Forget his height. He is re-writing the expectations for rookie quarterbacks of all sizes. Andrew Luck and Robert Griffin III are terrific players, but I wonder how they would be playing if they had less than a third of the reps in mini-camps and training camp, and only started one pre-season game. Wilson is not only outperforming those more heralded players in key statistics like wins (more than RG3), touchdowns (more than both), and passer rating (far better than Luck), but he is now outperforming players like Drew Brees, Matt Ryan and Matt Schaub. That’s right, Wilson is the 7th rated passer in pro football with a 95.2 rating. And this is not just a recent trend. Wilson is the 5th rated passer since Week 5 when the Seahawks faced the Patriots. Alex Smith is ahead of him, but has only played five games versus Wilson’s eight, so consider Wilson the 4th-best at 105.2 in what amounts to a half-season of football.
He is not just putting up sterling numbers, he has led his team to two “walk-off” victories, and three game-winning 4th quarter drives. Two of those came at home. Finding a way to do that on the road, to silence sixty-thousand screaming fans, is an unrealistic expectation for a rookie quarterback. It just so happens that the Seahawks rookie quarterback is unreal.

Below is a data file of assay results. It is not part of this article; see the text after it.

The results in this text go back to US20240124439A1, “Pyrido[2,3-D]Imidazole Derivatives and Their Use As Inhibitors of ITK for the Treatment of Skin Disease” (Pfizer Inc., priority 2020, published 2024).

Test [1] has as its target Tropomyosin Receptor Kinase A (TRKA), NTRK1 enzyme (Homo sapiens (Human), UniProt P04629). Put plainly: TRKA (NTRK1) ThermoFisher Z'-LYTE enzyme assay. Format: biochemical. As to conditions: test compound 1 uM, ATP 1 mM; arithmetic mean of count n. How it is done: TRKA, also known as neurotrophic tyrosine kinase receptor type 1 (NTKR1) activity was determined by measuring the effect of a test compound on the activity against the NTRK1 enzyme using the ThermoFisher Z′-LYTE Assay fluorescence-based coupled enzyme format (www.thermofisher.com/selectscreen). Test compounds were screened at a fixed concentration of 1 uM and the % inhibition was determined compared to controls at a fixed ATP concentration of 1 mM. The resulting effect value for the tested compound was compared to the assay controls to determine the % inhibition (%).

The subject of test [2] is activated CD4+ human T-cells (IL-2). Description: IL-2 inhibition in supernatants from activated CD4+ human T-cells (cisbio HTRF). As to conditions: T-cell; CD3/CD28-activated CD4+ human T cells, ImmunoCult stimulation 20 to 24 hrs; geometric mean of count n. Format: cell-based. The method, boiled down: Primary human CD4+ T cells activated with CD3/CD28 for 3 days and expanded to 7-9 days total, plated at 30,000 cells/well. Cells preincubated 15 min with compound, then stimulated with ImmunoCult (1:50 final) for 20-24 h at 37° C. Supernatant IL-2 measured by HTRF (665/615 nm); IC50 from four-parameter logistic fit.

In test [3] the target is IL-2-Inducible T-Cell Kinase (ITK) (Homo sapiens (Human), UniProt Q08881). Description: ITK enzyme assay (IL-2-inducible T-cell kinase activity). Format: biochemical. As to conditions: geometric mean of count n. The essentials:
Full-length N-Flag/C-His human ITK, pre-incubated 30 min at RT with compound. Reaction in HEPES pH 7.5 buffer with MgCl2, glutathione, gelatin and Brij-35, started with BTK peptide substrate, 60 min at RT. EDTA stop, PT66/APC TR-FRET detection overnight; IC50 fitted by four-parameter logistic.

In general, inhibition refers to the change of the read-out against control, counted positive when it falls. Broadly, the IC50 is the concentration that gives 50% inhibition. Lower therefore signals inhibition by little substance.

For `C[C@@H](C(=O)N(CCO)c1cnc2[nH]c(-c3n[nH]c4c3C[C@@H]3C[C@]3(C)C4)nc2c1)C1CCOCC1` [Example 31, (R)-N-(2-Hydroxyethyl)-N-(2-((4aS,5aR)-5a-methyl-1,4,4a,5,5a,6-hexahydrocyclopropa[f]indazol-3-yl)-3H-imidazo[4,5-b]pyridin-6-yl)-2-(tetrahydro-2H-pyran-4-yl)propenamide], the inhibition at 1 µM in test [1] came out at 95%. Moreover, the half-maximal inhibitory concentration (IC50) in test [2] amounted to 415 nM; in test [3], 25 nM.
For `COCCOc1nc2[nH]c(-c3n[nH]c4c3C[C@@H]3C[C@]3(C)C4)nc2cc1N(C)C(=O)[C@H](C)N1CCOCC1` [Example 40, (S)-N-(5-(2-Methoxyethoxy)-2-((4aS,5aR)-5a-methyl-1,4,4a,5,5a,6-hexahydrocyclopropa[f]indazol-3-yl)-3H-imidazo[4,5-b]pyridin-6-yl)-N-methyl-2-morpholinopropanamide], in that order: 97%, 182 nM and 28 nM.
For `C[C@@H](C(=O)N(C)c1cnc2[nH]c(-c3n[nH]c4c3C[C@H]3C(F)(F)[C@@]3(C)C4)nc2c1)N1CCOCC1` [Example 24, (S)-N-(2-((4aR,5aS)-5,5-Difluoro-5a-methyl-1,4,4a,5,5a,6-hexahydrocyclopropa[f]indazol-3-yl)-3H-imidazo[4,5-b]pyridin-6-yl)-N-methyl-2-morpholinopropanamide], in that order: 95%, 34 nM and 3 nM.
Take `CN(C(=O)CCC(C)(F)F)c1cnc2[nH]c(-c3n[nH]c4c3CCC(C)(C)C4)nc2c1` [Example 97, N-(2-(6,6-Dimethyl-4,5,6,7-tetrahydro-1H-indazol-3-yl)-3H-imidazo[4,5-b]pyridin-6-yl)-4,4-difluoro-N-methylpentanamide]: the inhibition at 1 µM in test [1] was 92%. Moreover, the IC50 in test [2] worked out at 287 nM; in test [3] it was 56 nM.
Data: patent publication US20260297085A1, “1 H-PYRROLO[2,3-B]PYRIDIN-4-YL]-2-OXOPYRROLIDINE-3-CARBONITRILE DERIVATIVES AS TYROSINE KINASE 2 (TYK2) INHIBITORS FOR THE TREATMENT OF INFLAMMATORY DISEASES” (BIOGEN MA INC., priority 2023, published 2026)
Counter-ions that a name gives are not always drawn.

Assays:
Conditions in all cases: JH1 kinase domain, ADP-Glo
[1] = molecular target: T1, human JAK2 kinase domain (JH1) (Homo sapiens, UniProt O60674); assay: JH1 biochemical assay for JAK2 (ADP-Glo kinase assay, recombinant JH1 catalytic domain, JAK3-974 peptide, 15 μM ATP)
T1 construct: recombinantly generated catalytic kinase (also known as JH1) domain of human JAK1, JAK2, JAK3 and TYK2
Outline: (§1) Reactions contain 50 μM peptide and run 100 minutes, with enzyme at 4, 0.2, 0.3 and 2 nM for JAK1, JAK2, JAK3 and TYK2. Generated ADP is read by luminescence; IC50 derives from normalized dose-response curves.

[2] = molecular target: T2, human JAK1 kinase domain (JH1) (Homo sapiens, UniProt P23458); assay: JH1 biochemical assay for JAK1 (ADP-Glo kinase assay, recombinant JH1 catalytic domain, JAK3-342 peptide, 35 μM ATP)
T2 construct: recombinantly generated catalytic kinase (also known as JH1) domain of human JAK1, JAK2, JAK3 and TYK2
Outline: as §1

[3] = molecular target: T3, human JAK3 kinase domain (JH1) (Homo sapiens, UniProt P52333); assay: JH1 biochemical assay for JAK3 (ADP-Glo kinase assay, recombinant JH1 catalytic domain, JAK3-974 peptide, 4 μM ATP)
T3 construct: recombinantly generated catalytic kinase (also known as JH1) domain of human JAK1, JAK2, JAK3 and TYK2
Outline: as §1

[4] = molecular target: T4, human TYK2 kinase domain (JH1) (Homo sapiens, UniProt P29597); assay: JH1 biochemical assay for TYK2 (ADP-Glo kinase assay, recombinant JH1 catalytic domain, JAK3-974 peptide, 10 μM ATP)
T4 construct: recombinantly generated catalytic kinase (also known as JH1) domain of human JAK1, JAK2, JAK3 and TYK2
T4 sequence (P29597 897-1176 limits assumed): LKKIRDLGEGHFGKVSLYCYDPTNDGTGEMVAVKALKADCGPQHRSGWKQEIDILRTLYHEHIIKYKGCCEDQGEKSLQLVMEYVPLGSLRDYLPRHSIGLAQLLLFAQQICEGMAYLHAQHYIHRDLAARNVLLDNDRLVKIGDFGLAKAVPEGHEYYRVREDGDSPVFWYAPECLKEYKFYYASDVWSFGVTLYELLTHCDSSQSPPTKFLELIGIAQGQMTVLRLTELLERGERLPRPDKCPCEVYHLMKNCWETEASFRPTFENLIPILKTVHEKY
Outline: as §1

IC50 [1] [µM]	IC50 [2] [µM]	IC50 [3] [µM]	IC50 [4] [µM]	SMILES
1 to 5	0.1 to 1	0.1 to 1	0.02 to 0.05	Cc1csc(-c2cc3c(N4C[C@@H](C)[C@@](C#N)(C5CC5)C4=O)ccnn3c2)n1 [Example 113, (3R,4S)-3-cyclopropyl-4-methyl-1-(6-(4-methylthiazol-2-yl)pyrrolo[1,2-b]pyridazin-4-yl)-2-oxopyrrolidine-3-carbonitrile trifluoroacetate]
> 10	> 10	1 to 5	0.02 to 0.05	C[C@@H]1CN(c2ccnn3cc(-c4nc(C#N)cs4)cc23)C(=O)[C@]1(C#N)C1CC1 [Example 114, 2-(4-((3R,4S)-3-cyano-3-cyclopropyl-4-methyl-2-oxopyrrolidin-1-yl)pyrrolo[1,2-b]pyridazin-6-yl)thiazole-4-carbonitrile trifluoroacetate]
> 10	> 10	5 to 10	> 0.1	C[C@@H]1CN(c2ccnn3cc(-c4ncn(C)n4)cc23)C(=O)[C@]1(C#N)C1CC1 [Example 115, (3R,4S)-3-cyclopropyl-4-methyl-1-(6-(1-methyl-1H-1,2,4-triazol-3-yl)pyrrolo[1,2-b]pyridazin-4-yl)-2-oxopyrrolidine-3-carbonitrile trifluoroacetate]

Some of his best plays Sunday had nothing to do with throwing the football. He took off running just ahead of the two-minute warning and slammed into a Bears corner, before spinning off him and heading out of bounds to stop the clock. The Seahawks on the sideline were whooping it up, making sure the Bears player heard about getting beat up by the undersized quarterback. Wilson kept the ball on the very next play for another run and stiff-armed Charles Tillman, the other Bears corner, down to the ground before waltzing out of bounds. He does it differently than most. There are no primal screams or stares or ball flips. He respects his opponents and the game, and he expects great things, so he sees little reason to celebrate them when they happen.
There were other heroes in this game, but there is no way it happens without Wilson. Matt Hasselbeck and Dave Krieg are clearly the best quarterbacks in franchise history. Neither would have led the team to victory after the game went to overtime. The Seahawks script is so well worn in those situations, it might as well be etched in a tablet. Wilson is closing in on one of the greatest seasons for a Seahawks quarterback. The best passer rating in team history was Hasselbeck’s 98.2 in 2005. Wilson’s 95.2 would rank as the second-best if he finishes at that level. To give you some more context for how rare this season is, there have only been three seasons where a Seahawks quarterback has finished with a rating over 90.0 in the history of the franchise.